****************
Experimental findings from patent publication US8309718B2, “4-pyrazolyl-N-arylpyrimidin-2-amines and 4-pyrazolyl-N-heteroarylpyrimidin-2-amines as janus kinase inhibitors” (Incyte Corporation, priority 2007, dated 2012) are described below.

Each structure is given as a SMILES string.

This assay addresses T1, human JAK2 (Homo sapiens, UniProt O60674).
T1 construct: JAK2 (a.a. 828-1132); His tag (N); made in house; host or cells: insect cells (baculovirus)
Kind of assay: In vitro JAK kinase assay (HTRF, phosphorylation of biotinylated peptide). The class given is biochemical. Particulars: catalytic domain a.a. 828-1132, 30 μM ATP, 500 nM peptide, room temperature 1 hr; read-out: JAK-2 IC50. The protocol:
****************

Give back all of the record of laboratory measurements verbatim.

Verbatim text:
Experimental findings from patent publication US8309718B2, “4-pyrazolyl-N-arylpyrimidin-2-amines and 4-pyrazolyl-N-heteroarylpyrimidin-2-amines as janus kinase inhibitors” (Incyte Corporation, priority 2007, dated 2012) are described below.

Each structure is given as a SMILES string.

This assay addresses T1, human JAK2 (Homo sapiens, UniProt O60674).
T1 construct: JAK2 (a.a. 828-1132); His tag (N); made in house; host or cells: insect cells (baculovirus)
Kind of assay: In vitro JAK kinase assay (HTRF, phosphorylation of biotinylated peptide). The class given is biochemical. Particulars: catalytic domain a.a. 828-1132, 30 μM ATP, 500 nM peptide, room temperature 1 hr; read-out: JAK-2 IC50. The protocol: